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were looking at him just as in those days in the little house in Moscow.

'Irina Pavlovna,' he uttered irresolutely.

'You know me? How glad I am! how glad——'

She stopped short, slightly blushing, and drew herself up.

'This is a very pleasant meeting,' she continued now in French. 'Let me introduce you to my husband. Valérien, Monsieur Litvinov, un ami d'enfance; Valerian Vladimirovitch Ratmirov, my husband.'

One of the young generals, almost the most elegant of all, got up from his seat, and with excessive courtesy bowed to Litvinov, while the rest of his companions faintly knitted their brows, or rather each of them withdrew for an instant into himself, as though protesting betimes against any contact with an extraneous civilian, and the other ladies taking part in the picnic thought fit to screw up their eyes a little and simper, and even to assume an air of perplexity.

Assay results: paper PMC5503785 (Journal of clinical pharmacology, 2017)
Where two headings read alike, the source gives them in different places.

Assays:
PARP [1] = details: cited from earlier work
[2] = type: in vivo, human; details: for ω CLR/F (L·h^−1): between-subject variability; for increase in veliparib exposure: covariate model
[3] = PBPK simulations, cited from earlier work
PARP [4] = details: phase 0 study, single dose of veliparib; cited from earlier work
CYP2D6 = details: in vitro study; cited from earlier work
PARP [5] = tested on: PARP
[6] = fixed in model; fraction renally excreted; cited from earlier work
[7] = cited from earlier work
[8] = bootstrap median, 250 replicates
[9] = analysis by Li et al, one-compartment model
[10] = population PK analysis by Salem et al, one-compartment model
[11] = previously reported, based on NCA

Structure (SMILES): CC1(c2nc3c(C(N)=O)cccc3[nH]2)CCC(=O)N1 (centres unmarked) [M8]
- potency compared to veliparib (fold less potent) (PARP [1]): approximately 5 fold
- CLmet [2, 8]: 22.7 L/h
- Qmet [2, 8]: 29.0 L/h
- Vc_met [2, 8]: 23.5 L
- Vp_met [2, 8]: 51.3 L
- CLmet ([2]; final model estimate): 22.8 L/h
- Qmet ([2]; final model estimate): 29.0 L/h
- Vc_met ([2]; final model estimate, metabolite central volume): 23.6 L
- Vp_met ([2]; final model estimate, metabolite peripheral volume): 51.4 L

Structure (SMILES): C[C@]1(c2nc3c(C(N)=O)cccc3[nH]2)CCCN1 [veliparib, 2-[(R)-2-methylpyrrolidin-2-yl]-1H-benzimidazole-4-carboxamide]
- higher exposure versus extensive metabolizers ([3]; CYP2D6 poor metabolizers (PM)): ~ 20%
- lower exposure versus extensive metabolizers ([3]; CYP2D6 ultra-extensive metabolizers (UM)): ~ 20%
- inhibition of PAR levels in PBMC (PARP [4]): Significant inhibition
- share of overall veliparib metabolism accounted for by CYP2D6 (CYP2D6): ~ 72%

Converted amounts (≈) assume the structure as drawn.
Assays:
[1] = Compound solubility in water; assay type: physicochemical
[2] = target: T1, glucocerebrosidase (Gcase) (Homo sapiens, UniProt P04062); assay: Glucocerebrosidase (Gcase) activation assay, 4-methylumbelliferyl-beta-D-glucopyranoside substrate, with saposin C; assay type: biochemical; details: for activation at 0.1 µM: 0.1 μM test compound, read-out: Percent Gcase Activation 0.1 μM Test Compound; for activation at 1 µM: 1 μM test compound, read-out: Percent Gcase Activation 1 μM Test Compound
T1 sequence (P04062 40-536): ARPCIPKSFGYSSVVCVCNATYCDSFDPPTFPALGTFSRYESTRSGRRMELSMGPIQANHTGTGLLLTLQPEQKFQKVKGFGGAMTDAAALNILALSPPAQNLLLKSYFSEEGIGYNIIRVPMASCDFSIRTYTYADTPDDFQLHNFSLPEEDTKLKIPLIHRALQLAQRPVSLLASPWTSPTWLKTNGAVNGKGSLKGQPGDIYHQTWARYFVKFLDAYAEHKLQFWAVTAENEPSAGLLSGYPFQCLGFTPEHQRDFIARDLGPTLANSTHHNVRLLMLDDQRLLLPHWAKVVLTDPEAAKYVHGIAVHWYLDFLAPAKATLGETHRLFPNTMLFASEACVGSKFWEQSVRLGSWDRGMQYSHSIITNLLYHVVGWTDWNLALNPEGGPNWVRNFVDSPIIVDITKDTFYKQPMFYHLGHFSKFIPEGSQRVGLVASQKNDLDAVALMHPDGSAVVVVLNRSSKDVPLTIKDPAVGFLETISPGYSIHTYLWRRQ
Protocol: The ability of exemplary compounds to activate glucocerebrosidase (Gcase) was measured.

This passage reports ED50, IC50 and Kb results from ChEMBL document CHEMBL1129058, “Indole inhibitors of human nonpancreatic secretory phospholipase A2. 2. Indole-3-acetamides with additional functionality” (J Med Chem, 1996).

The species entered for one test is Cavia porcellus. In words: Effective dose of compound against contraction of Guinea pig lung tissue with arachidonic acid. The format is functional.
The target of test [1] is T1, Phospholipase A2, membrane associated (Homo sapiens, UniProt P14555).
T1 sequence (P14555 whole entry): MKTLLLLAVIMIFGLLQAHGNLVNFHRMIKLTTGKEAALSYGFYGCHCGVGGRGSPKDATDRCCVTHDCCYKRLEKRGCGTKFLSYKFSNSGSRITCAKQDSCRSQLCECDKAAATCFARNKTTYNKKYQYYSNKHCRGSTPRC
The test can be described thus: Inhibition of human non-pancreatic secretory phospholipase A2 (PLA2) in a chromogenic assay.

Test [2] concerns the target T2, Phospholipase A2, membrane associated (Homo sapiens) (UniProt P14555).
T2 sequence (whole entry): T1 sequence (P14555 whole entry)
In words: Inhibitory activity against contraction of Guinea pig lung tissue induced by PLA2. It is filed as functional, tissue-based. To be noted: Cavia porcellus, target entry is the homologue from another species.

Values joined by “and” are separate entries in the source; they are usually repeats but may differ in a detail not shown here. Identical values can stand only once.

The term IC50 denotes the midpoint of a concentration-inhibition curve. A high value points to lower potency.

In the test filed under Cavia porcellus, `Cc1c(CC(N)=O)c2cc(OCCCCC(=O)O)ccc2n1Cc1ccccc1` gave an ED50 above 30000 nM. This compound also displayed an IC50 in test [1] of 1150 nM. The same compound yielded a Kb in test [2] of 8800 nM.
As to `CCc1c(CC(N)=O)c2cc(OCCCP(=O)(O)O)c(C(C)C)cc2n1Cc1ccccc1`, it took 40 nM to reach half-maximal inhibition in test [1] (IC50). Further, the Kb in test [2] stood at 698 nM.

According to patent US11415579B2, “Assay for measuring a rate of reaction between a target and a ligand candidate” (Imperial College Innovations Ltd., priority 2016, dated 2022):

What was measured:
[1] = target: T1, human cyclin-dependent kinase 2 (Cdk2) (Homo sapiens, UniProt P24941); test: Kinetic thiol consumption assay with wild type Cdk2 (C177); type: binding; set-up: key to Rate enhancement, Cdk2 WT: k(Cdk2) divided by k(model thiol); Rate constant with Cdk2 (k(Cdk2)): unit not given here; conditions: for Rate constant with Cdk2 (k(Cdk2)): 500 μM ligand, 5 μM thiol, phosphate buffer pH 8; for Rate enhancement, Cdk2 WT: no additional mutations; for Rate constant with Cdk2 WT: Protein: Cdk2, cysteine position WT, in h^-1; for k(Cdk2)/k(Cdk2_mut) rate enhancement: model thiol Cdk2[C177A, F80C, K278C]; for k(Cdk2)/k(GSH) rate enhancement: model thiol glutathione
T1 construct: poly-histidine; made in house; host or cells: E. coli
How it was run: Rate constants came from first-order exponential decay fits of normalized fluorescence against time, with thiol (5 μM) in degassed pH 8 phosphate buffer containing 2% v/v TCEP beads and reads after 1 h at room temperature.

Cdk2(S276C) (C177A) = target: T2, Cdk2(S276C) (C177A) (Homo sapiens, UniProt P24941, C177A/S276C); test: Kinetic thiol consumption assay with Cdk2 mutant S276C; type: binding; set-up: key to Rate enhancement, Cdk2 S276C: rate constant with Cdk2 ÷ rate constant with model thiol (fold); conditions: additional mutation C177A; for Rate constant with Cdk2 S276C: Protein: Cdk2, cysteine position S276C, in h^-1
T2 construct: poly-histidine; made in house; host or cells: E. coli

'Have you—er—been long in Baden?' asked General Ratmirov, with a dandified air utterly un-Russian. He obviously did not know what to talk about with the friend of his wife's childhood.

'No, not long!' replied Litvinov.